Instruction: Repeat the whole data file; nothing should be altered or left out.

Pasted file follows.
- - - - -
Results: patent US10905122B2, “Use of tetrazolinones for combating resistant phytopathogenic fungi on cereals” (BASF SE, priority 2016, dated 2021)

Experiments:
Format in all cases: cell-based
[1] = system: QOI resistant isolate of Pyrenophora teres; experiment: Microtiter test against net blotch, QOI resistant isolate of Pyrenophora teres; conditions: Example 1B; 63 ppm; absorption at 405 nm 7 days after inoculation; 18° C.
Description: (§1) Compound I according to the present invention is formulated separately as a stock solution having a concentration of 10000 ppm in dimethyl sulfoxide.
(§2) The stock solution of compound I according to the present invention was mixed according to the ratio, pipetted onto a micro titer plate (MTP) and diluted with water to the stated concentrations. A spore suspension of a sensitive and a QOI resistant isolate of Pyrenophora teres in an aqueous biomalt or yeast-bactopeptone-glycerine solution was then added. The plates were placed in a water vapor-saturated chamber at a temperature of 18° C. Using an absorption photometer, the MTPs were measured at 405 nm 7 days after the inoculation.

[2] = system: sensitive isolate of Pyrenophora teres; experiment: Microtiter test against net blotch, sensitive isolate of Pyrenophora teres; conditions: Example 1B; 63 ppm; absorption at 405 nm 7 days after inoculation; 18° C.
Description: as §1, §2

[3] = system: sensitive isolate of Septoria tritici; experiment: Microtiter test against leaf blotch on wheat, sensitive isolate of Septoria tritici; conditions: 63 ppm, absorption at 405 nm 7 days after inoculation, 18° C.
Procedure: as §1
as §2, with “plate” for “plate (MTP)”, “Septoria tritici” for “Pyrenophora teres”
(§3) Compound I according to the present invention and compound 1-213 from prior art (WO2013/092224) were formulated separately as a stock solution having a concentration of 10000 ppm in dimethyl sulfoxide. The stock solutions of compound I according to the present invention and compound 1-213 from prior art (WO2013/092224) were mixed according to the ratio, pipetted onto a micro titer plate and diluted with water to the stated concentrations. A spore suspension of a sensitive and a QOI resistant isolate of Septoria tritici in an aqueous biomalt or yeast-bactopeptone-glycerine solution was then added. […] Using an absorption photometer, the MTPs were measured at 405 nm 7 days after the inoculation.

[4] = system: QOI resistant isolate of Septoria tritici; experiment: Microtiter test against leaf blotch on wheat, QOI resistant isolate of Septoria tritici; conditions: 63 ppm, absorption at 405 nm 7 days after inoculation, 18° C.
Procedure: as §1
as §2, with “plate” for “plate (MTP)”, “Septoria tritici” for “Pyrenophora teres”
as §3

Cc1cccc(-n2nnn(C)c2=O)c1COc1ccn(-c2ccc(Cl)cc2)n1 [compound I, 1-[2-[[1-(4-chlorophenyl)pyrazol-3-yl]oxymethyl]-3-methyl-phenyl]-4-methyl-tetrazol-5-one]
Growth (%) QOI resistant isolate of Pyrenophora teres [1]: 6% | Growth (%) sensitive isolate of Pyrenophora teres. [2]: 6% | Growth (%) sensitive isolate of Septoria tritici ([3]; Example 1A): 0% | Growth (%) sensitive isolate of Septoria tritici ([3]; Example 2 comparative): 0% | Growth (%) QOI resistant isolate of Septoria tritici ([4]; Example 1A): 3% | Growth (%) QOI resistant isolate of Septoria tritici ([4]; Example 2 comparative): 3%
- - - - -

Results: patent US10905122B2, “Use of tetrazolinones for combating resistant phytopathogenic fungi on cereals” (BASF SE, priority 2016, dated 2021)

Experiments:
Format in all cases: cell-based
[1] = system: QOI resistant isolate of Pyrenophora teres; experiment: Microtiter test against net blotch, QOI resistant isolate of Pyrenophora teres; conditions: Example 1B; 63 ppm; absorption at 405 nm 7 days after inoculation; 18° C.
Description: (§1) Compound I according to the present invention is formulated separately as a stock solution having a concentration of 10000 ppm in dimethyl sulfoxide.
(§2) The stock solution of compound I according to the present invention was mixed according to the ratio, pipetted onto a micro titer plate (MTP) and diluted with water to the stated concentrations. A spore suspension of a sensitive and a QOI resistant isolate of Pyrenophora teres in an aqueous biomalt or yeast-bactopeptone-glycerine solution was then added. The plates were placed in a water vapor-saturated chamber at a temperature of 18° C. Using an absorption photometer, the MTPs were measured at 405 nm 7 days after the inoculation.

[2] = system: sensitive isolate of Pyrenophora teres; experiment: Microtiter test against net blotch, sensitive isolate of Pyrenophora teres; conditions: Example 1B; 63 ppm; absorption at 405 nm 7 days after inoculation; 18° C.
Description: as §1, §2

[3] = system: sensitive isolate of Septoria tritici; experiment: Microtiter test against leaf blotch on wheat, sensitive isolate of Septoria tritici; conditions: 63 ppm, absorption at 405 nm 7 days after inoculation, 18° C.
Procedure: as §1
as §2, with “plate” for “plate (MTP)”, “Septoria tritici” for “Pyrenophora teres”
(§3) Compound I according to the present invention and compound 1-213 from prior art (WO2013/092224) were formulated separately as a stock solution having a concentration of 10000 ppm in dimethyl sulfoxide. The stock solutions of compound I according to the present invention and compound 1-213 from prior art (WO2013/092224) were mixed according to the ratio, pipetted onto a micro titer plate and diluted with water to the stated concentrations. A spore suspension of a sensitive and a QOI resistant isolate of Septoria tritici in an aqueous biomalt or yeast-bactopeptone-glycerine solution was then added. […] Using an absorption photometer, the MTPs were measured at 405 nm 7 days after the inoculation.

[4] = system: QOI resistant isolate of Septoria tritici; experiment: Microtiter test against leaf blotch on wheat, QOI resistant isolate of Septoria tritici; conditions: 63 ppm, absorption at 405 nm 7 days after inoculation, 18° C.
Procedure: as §1
as §2, with “plate” for “plate (MTP)”, “Septoria tritici” for “Pyrenophora teres”
as §3

Cc1cccc(-n2nnn(C)c2=O)c1COc1ccn(-c2ccc(Cl)cc2)n1 [compound I, 1-[2-[[1-(4-chlorophenyl)pyrazol-3-yl]oxymethyl]-3-methyl-phenyl]-4-methyl-tetrazol-5-one]
Growth (%) QOI resistant isolate of Pyrenophora teres [1]: 6% | Growth (%) sensitive isolate of Pyrenophora teres. [2]: 6% | Growth (%) sensitive isolate of Septoria tritici ([3]; Example 1A): 0% | Growth (%) sensitive isolate of Septoria tritici ([3]; Example 2 comparative): 0% | Growth (%) QOI resistant isolate of Septoria tritici ([4]; Example 1A): 3% | Growth (%) QOI resistant isolate of Septoria tritici ([4]; Example 2 comparative): 3%